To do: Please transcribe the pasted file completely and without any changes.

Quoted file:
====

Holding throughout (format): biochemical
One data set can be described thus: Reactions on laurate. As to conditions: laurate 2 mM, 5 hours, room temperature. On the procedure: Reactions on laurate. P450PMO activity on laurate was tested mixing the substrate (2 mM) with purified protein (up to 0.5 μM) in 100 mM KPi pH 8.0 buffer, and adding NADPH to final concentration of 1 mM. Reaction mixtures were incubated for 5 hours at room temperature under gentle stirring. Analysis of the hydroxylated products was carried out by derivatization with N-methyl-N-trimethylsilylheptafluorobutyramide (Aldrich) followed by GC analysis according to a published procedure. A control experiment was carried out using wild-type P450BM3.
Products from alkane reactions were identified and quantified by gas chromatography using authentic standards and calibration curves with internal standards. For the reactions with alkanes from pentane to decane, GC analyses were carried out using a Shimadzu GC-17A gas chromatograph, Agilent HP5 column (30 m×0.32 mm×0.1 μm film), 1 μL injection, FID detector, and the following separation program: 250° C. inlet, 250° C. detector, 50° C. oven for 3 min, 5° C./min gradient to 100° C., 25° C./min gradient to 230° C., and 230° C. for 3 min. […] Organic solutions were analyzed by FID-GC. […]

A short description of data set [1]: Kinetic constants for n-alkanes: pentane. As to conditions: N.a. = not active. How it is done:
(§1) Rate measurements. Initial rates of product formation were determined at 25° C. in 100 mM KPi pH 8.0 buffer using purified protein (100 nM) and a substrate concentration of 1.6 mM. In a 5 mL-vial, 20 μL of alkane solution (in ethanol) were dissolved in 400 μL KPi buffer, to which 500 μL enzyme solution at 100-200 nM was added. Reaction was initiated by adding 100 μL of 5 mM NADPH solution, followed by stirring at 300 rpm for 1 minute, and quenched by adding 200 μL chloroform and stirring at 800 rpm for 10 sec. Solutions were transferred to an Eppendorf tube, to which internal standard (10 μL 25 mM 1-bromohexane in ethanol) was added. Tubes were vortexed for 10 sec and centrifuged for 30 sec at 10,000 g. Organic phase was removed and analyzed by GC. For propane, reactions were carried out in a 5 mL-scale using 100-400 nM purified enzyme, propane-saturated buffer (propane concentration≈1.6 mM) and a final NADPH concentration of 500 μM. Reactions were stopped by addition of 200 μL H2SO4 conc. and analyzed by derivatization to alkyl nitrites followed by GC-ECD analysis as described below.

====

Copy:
Holding throughout (format): biochemical
One data set can be described thus: Reactions on laurate. As to conditions: laurate 2 mM, 5 hours, room temperature. On the procedure: Reactions on laurate. P450PMO activity on laurate was tested mixing the substrate (2 mM) with purified protein (up to 0.5 μM) in 100 mM KPi pH 8.0 buffer, and adding NADPH to final concentration of 1 mM. Reaction mixtures were incubated for 5 hours at room temperature under gentle stirring. Analysis of the hydroxylated products was carried out by derivatization with N-methyl-N-trimethylsilylheptafluorobutyramide (Aldrich) followed by GC analysis according to a published procedure. A control experiment was carried out using wild-type P450BM3.
Products from alkane reactions were identified and quantified by gas chromatography using authentic standards and calibration curves with internal standards. For the reactions with alkanes from pentane to decane, GC analyses were carried out using a Shimadzu GC-17A gas chromatograph, Agilent HP5 column (30 m×0.32 mm×0.1 μm film), 1 μL injection, FID detector, and the following separation program: 250° C. inlet, 250° C. detector, 50° C. oven for 3 min, 5° C./min gradient to 100° C., 25° C./min gradient to 230° C., and 230° C. for 3 min. […] Organic solutions were analyzed by FID-GC. […]

A short description of data set [1]: Kinetic constants for n-alkanes: pentane. As to conditions: N.a. = not active. How it is done:
(§1) Rate measurements. Initial rates of product formation were determined at 25° C. in 100 mM KPi pH 8.0 buffer using purified protein (100 nM) and a substrate concentration of 1.6 mM. In a 5 mL-vial, 20 μL of alkane solution (in ethanol) were dissolved in 400 μL KPi buffer, to which 500 μL enzyme solution at 100-200 nM was added. Reaction was initiated by adding 100 μL of 5 mM NADPH solution, followed by stirring at 300 rpm for 1 minute, and quenched by adding 200 μL chloroform and stirring at 800 rpm for 10 sec. Solutions were transferred to an Eppendorf tube, to which internal standard (10 μL 25 mM 1-bromohexane in ethanol) was added. Tubes were vortexed for 10 sec and centrifuged for 30 sec at 10,000 g. Organic phase was removed and analyzed by GC. For propane, reactions were carried out in a 5 mL-scale using 100-400 nM purified enzyme, propane-saturated buffer (propane concentration≈1.6 mM) and a final NADPH concentration of 500 μM. Reactions were stopped by addition of 200 μL H2SO4 conc. and analyzed by derivatization to alkyl nitrites followed by GC-ECD analysis as described below.